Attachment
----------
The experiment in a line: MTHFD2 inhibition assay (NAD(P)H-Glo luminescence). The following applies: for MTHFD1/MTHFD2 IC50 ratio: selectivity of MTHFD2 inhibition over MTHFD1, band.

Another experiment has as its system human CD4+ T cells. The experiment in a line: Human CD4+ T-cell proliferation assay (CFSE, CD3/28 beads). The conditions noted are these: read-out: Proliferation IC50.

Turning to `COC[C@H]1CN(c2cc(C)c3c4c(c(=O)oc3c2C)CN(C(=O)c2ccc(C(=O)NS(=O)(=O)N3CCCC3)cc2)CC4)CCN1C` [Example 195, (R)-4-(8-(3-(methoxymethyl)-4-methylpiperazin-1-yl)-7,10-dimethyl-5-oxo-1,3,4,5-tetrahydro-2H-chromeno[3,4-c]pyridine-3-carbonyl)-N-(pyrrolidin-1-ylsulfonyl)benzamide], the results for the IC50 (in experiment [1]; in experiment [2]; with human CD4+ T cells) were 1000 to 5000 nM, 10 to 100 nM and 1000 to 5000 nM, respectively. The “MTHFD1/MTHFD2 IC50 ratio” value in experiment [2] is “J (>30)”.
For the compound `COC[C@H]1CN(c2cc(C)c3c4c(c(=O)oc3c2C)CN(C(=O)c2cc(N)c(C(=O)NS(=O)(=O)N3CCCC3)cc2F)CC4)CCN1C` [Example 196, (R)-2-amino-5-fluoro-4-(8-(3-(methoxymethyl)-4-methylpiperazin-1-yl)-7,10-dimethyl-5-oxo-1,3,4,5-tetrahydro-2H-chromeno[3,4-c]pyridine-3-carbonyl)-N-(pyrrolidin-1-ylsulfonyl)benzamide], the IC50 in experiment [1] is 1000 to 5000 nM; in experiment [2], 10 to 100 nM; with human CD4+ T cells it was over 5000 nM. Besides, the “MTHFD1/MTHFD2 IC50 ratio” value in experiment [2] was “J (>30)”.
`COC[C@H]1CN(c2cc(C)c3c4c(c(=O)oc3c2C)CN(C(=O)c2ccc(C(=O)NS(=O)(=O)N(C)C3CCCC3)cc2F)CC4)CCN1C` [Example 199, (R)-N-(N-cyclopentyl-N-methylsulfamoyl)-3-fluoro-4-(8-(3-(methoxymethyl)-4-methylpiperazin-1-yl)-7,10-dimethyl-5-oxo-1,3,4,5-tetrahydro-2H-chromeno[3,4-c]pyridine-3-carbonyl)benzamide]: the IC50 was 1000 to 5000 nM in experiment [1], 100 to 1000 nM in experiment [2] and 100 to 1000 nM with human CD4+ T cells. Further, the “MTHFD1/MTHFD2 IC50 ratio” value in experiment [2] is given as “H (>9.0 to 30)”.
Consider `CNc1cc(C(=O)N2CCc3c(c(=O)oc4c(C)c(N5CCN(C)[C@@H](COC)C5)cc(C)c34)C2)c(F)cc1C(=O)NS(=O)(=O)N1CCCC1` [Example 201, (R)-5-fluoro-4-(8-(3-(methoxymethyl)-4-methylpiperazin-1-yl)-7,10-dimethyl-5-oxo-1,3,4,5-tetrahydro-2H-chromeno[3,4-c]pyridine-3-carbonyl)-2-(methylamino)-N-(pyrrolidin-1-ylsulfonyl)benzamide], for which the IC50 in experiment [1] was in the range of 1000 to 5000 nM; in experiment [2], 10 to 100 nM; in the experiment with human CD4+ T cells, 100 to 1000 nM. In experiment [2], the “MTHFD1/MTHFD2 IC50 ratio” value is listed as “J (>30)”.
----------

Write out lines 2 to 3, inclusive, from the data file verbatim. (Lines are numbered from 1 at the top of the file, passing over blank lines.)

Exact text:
Another experiment has as its system human CD4+ T cells. The experiment in a line: Human CD4+ T-cell proliferation assay (CFSE, CD3/28 beads). The conditions noted are these: read-out: Proliferation IC50.

Turning to `COC[C@H]1CN(c2cc(C)c3c4c(c(=O)oc3c2C)CN(C(=O)c2ccc(C(=O)NS(=O)(=O)N3CCCC3)cc2)CC4)CCN1C` [Example 195, (R)-4-(8-(3-(methoxymethyl)-4-methylpiperazin-1-yl)-7,10-dimethyl-5-oxo-1,3,4,5-tetrahydro-2H-chromeno[3,4-c]pyridine-3-carbonyl)-N-(pyrrolidin-1-ylsulfonyl)benzamide], the results for the IC50 (in experiment [1]; in experiment [2]; with human CD4+ T cells) were 1000 to 5000 nM, 10 to 100 nM and 1000 to 5000 nM, respectively. The “MTHFD1/MTHFD2 IC50 ratio” value in experiment [2] is “J (>30)”.